When it mattered most Joe Flacco stepped up. He shook off dropped passes, poorly run routes, miscues in pass protection by his running backs and play calling in the first half that failed to flood the Pittsburgh zones. He did what a franchise quarterback is supposed to do – fight off adversity and rise to the occasion. His numbers won’t support the Player of the Game honor, but a lesser player tonight could have crumbled. Even the signal caller on the other side of the field could not have been as productive as Flacco under such circumstances.
It will be interesting to see how the Ravens handle 2016’s finale in Cincinnati. It has all of the makings of a mail-it-in game and it will be the first time in Joe Flacco’s career that he’ll take the field without playoff consequences. That’s a testament to the organization’s success since Flacco and John Harbaugh arrived on the scene. But you have to wonder if significant changes loom.
The Ravens have given up far too many leads this season. And you can look at each game (if you want) and explain it away to injury, to execution or to inexperience. You can even play “the other guys get paid too” card if you like. But the Ravens defensive issues aren’t just symptomatic of the things all teams encounter during the course of a season. These issues are lingering issues, issues that have hung around for years as the Ravens time and time again relinquish leads. It has to be a defensive philosophical flaw and it has to change. Unfortunately, the change won’t come without a change in coaching personnel.
Dean Pees has to go.
Offensively the Ravens have too much talent to be the 19th ranked scoring offense and the 20th ranked team in yards per play (5.2) despite leading the league in pass attempts with 628. The lack of balance is staggering (28th in rushing attempts). We’ve heard all year about the importance of the running game yet nothing changes. It’s time for another change at OC.
Marty Mornhinweg has to go.
The Ravens have missed the playoffs 3 of the last 4 seasons. Their fan base and drawing audience is as small as any NFL team given that they are boxed in by the Eagles to the north, the Steelers to the west, the Redskins to the south and the Atlantic to the east. It’s unlikely that they can erode into the periphery of those fan bases given that they are among the most established in football, without consistent winning. It’s unlikely that the Ravens can reach over those borders without uncommon success. And without a winner, the Ravens could lose from their own fan base on the periphery.
So sitting back this offseason without changing the direction of the team would be a big mistake and at minimum it has to start at the coordinator level. Bisciotti needs to usher in new hope otherwise it could hurt business.
But should new hope arrive in the form of a new head coach as well?
John Harbaugh’s current contract runs through the 2017 season. It would be outside the norm for a head coach to take the reins of a new season as a lame duck. If things go awry early, he’ll lose the locker room. Players don’t attach themselves to a head coach possibly on his way out. So if Harbaugh does return in 2017, he’ll need a new deal. But Steve Bisciotti has been burned in the past by such a deal – that with Brian Billick back in 2007.
The guess here is that Harbaugh will be back and he’ll get a one-year extension through 2018. But make no mistake about it – it will be a do-or-die season.
It is possible that Harbaugh could refuse such a deal and seek employment elsewhere. And he’d probably get it, and quickly.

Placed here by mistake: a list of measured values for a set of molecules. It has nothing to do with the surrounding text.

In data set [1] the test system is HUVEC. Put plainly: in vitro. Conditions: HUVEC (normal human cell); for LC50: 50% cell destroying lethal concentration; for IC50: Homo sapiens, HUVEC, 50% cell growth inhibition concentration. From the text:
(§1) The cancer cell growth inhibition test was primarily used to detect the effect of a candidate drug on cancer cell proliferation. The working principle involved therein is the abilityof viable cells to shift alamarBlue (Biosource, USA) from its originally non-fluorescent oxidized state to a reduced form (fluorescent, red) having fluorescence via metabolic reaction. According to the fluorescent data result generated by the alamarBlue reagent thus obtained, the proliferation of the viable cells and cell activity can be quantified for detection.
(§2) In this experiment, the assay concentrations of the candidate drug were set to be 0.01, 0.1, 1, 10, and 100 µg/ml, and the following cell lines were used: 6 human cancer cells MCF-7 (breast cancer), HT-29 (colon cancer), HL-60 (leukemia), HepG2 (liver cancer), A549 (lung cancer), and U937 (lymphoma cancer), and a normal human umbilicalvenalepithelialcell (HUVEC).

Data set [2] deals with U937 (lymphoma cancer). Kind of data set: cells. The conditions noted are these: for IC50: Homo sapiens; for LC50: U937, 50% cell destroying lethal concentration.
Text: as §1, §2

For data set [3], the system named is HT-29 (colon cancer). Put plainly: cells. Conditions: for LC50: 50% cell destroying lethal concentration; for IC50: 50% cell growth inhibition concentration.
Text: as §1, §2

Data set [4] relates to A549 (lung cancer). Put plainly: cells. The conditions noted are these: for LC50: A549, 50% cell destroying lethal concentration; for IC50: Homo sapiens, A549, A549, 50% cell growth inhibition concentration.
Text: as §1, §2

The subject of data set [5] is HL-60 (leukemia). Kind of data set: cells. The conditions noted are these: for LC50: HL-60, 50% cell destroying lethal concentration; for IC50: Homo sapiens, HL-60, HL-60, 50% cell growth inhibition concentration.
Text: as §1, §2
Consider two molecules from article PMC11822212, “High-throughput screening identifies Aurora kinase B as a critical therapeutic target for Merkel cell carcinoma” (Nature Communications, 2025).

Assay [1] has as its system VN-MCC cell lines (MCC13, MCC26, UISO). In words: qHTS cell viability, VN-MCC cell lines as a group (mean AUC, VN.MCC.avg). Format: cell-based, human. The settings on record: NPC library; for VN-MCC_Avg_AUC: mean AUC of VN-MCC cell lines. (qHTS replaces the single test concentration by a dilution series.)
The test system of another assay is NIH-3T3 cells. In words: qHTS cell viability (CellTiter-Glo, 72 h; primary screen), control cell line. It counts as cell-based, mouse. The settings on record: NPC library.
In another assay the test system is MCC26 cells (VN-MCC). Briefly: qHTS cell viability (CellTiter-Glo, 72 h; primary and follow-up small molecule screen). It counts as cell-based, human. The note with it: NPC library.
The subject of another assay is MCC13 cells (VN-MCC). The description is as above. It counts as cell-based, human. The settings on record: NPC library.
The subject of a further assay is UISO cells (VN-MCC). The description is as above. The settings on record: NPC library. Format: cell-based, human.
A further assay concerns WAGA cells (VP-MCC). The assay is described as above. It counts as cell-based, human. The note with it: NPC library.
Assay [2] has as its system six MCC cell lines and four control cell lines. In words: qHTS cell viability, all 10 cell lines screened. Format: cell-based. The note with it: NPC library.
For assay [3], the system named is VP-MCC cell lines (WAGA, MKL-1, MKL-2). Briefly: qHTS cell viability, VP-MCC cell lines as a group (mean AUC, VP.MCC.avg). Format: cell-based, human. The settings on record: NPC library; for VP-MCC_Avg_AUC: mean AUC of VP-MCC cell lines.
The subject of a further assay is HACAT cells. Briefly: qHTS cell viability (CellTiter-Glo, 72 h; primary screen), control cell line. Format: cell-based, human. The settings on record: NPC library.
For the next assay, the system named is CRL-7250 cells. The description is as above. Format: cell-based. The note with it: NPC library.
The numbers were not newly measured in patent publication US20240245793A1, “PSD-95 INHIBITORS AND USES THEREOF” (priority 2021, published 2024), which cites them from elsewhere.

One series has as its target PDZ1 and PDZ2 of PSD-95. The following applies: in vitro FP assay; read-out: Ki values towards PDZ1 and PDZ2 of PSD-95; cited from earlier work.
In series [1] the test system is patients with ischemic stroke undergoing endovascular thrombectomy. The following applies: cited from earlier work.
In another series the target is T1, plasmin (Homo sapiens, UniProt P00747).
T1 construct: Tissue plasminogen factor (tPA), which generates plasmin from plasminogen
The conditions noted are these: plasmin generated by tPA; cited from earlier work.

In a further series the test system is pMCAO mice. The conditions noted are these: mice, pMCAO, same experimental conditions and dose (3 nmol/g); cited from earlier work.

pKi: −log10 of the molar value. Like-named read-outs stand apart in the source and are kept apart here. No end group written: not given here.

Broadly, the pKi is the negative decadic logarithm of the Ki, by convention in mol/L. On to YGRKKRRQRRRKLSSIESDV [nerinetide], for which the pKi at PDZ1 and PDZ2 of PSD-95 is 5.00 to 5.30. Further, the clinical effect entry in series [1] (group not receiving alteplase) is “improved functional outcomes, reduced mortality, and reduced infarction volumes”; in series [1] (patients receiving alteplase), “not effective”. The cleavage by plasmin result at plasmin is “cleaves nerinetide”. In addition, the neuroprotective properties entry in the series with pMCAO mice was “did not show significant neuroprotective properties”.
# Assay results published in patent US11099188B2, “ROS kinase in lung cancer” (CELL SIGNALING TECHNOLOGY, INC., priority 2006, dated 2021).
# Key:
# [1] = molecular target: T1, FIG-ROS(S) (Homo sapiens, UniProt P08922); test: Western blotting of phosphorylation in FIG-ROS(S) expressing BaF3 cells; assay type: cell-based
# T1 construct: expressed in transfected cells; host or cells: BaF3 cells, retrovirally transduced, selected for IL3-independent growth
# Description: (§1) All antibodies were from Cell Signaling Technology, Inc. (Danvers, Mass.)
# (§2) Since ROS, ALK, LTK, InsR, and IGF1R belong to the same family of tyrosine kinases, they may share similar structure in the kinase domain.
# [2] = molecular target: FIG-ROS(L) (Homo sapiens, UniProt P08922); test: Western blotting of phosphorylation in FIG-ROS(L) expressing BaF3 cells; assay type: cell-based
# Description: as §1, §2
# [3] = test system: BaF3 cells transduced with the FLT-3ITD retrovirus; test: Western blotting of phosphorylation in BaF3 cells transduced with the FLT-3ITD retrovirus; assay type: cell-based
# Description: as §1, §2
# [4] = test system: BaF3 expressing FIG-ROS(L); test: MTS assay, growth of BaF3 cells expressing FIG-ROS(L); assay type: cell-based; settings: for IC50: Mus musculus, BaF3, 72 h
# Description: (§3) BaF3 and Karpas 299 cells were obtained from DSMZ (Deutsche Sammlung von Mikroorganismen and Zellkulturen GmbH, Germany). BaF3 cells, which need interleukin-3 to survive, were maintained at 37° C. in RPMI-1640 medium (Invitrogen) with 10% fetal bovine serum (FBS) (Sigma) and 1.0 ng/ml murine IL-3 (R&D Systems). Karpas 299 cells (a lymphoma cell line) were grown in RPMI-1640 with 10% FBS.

We have probably seen the last of Elvis Dumervil as a Raven. The price-performance just isn’t there and given his age and recent injuries, Doom’s best days are behind him – WAY! He’ll be gone.
Dennis Pitta has had a productive season. He ranks third among tight ends with 75 catches but he ranks last among the top 20 tight ends with an average of 8.5 yards per catch. However, his $1M base salary falls outside of the top 35 highest paid tight ends. Pitta is likely to move on unless he’s willing to continue to be paid as a backup.
Has Rick Wagner played his last down as a Raven? He’s in concussion protocol and it would be senseless to dress him for a meaningless game. Perhaps this is a perfect opportunity to let Alex Lewis play at right tackle. It would be a great audition and help the Ravens determine if they will move away from Wagner who is a free agent in 2017.
Brandon Williams has slumped in recent weeks and that’s bad timing given his pending free agency. There’s better than a 50-50 chance that he too is gone. The Ravens need to invest in playmakers and they’ve had a long history of finding guys like Williams to serve as run stuffers. Besides Michael Pierce, Carl Davis and Willie Henry return in 2017.
Steve Smith, Sr.’s contract is expiring and even if he is coaxed into playing again in 2017, you have to wonder if it would be as a member of the Ravens. It’s a shame that during his 3 seasons in Baltimore he only had the chance to play in 2 playoff games. If a ring motivates him to try it for one more season, it’s unlikely to be in The Land of Pleasant Living.
And this brings me to Terrell Suggs.
Sizzle has done more in 2016 than I expected, particularly playing through a biceps tear suffered on October 16 against the Giants. Perhaps that’s what contributed to his unusually poor performance against the Steelers last yesterday. Suggs is set to earn $4M in 2017. Releasing him would save $1.05M in cap space. He will be 35 next October and if he returns as he’s said, and there’s little reason to doubt him, it will be his 15th season.
That’s a long time for an edge-rusher to play, particularly one who fought through injury in 2016 and missed all but 3 quarters of the 2015 season.
With every season there’s change.
The Ravens dosage of change this offseason is likely to be unusually large.